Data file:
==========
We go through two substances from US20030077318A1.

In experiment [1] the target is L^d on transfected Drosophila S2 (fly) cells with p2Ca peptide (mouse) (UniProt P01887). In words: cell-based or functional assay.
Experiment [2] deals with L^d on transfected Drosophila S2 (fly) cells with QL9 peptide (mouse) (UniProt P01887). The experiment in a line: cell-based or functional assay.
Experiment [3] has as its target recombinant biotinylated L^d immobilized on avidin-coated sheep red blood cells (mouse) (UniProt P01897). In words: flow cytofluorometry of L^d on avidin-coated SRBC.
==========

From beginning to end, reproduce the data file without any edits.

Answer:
We go through two substances from US20030077318A1.

In experiment [1] the target is L^d on transfected Drosophila S2 (fly) cells with p2Ca peptide (mouse) (UniProt P01887). In words: cell-based or functional assay.
Experiment [2] deals with L^d on transfected Drosophila S2 (fly) cells with QL9 peptide (mouse) (UniProt P01887). The experiment in a line: cell-based or functional assay.
Experiment [3] has as its target recombinant biotinylated L^d immobilized on avidin-coated sheep red blood cells (mouse) (UniProt P01897). In words: flow cytofluorometry of L^d on avidin-coated SRBC.